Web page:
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Vis (Split-Dalmatia, Croatia)

Grad Vis

Last modified: 2004-08-14 by dov gutterman
Keywords: vis | dalmatia | split-dalmatia | vis island |
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Overview

The city of Vis is the largest settlemet on the island of the same name about 60 km southwest of Split, population 2,200 almost all living in the city itself. Vis is the outermost large island and was always an important strategic point and a naval base. In the Napoleonic times it was taken by the British, who built the fort of St. George there. It is know for the battle by Vis (in the western sources better known after the Italian name Lissa) of 1866 when the Austro- Hungarian fleet defeate the larger Italian fleet thus securing the supremacy in the Adriatic. Vexillologically this was important for the development of the A-H naval flags - the admiral's flag of Rear Admiral Tegetthoff is preserved today in Vienna Military History Museum. In the second world war to Vis was moved the general staff of Tito's Army in 1944, and it was the center of the liberation movement and government until the liberation of Belgrade. Several important treaties and decisions were made by the authorities there, for us most interseting that a number of flag related legislations and decisions regarding the Yugoslav flag with the five-pointed star and the ensigns. Anyway, after the WWII Vis was made a stong naval base forbiden for foreigners and the ban was lifted only in early 1990's - sicne when the tourism is in bloom.
The coat of arms of the city of Vis is a blue oval with St. George killing the dragon within golden braoque cartuche.
The flag is white with the coat of arms in the middle.
Zeljko Heimer, 4 August 2004


Vis Island

I was reading on BBC-online today about the island of Vis, off the Dalmatian coast, which apparently was occupied by the British briefly during the early 19th century. Did the island have a flag during this occupation? And has it had one since?
James Dignan, 23 May 2004

The island of Vis and I believe one other island too, Lastovo (in Italian: Lagosta), I suppose, was occupied by the British forces in early 19th century. Vis was held by Venice from at least 15th century. in 1797 it was taken by Austria and in 1805 Napoleon occupied it for France. The British conquered it in 1811 and held it until 1814 when it was returned to Austria. It was an important fort in the so called Continental blocade of Napoleon. French lounched a strong attack in 1811 to regain it, but were defeated.
On the sea near Vis was held in 1866 a great battle between the Italian and Austria fleet for the control over adriatic. The Austrian fleet of 27 ships commanded by Admiral Tegetthoff met the Italian fleet of 34 ships commanded by Admrial Persano, that were bombarding the island and it suffered a big loss, so that Austria gained supremacy over Adriatic until its end. Vexillologically this battle is interesting because of the flags employed by both sides that were meticulously recorded and shown in numerous paintings. The admiral's flag of Tegetthoff is still preserved today in Vienna Military History Museum, as I reported not so long ago (I think).
After the World War the island of Vis became part of the South-Slavic state as part of the Triune Kingdom of Croatia-Slavonia-Dalmatia, as part of the Coastal Banate (Primorska Banovina), and par of Banate Croatia after its formation in 1939. In 1941 it was occupied by Italy and was then ceded to it by the Rome Treaties (with which Pavelic gave up the most of the Dalmatia to Italy as payment for gaining power in Croatia). After the Italian capitulation in the 1943  partisan units that were resisting the Italians in the coast of the istland took the entire island and it was held until the end of the WWII. In 1944 the Tito's headquarters was moved there and Vis was organized as a great stonghold. A British commando brade with over 1000 troops was also included in the defence of Vis and some other Allies naval units. Vis was functioning as the political and military center of the liberated territories until the liberation of Belgrade in late 1944. After the WWII the island was retained as the military stronghold and was forbiden for foreigners until 1990's. The recent opening of the island for tourism mean that it is a jewel preserved and unexplored and is among the most popular tourist destinations on Adriatic sea.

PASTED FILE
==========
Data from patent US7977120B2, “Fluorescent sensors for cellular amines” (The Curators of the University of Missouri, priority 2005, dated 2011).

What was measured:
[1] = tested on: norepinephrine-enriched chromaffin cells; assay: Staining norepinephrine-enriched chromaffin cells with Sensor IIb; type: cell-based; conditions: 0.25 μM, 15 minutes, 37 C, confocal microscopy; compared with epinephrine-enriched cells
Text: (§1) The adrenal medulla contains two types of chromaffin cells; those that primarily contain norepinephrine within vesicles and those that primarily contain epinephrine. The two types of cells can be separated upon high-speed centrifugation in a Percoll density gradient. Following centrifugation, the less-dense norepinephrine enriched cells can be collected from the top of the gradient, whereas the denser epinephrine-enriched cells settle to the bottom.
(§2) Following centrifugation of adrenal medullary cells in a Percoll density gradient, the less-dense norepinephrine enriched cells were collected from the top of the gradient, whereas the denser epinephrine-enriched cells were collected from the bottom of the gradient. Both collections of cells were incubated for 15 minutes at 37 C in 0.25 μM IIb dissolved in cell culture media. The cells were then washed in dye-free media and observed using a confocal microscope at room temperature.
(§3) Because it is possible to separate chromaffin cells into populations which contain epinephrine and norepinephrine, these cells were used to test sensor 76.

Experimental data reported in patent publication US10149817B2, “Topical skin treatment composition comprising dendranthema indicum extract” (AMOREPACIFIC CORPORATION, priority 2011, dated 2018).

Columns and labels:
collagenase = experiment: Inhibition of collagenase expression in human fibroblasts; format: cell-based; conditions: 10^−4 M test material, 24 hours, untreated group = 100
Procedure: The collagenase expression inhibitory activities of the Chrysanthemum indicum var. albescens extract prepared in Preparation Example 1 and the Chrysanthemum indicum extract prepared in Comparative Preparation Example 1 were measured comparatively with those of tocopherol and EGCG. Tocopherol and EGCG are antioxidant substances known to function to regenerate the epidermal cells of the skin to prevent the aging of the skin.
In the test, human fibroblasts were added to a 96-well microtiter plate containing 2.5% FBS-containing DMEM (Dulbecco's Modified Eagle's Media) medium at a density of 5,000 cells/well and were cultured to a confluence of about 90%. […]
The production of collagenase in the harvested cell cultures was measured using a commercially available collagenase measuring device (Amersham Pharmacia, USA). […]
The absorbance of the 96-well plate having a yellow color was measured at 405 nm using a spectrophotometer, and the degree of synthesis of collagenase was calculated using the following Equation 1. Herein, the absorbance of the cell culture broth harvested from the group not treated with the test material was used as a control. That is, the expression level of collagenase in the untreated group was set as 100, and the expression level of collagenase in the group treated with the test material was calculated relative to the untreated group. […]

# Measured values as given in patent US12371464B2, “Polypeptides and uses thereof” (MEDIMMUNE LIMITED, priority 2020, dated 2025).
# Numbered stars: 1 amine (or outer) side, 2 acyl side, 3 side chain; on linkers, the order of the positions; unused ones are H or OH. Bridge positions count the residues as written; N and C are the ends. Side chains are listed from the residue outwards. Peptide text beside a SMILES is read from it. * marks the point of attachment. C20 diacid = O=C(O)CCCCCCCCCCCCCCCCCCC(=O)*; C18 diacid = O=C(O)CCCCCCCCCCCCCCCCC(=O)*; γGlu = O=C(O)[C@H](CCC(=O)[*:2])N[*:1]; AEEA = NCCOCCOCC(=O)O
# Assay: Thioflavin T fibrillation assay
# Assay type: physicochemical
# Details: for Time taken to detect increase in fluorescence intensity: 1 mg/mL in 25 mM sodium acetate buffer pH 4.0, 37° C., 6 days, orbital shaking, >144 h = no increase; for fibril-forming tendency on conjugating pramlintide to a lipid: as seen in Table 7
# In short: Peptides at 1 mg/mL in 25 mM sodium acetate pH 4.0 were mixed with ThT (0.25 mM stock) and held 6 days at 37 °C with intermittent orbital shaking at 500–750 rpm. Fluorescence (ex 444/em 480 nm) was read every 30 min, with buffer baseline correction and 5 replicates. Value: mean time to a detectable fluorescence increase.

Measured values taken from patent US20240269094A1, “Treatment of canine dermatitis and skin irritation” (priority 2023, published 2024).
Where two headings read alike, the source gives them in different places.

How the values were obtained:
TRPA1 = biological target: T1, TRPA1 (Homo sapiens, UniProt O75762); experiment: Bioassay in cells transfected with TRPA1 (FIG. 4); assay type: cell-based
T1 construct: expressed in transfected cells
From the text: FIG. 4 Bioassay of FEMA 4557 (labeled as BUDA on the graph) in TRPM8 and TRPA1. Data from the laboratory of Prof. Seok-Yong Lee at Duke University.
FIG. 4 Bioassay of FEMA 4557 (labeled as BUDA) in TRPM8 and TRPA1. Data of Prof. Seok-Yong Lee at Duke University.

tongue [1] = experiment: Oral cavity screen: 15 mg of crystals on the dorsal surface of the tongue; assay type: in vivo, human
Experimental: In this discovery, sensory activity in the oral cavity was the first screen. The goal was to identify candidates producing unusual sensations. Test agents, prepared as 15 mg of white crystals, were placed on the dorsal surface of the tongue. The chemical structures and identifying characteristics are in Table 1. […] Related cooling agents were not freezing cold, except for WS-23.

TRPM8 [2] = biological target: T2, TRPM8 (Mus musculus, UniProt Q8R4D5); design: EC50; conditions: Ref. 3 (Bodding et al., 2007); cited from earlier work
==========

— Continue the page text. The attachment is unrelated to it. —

Now, about the flags, I do not believe that there were any British flags designed specifically for the Island (or British possessions on Adriatic as a whole). I believe that the brief british presence was only as a military garrisson, and therefore the white ensigns would have been used (probably was hoisted over the fort built there by the Brits). I would be most interested to hear what could be found in the British records regarding this, of course.
Today the island of Vis is administratively organized into two cities in the Split-Dalmatia County, dividing the island in half almost in line North-South. The easter helf is the City of Vis and the western is the city of Komi~a, that also include small outer islands of Biaevo, Sv. Andrija and Palagru~a, and several smaller unihabited cliffs.
Both cities have their coat of arms and the flag adopted in 1990's. The coat of arms and the flag of Komi~a are in its page.
Zeljko Heimer, 23 May 2004

In British records "Vis" would be referred to as "Lissa". It is more likely that any British flags would have been the Union Jack which was flown on forts or castles, and the Red Ensign which was the ensign of naval ships operating independently of a squadron. Ships of a squadron would have flown a Red, or White or Blue Ensign depending upon the rank of the admiral in command of the squadron.
David Prothero, 24 May 2004


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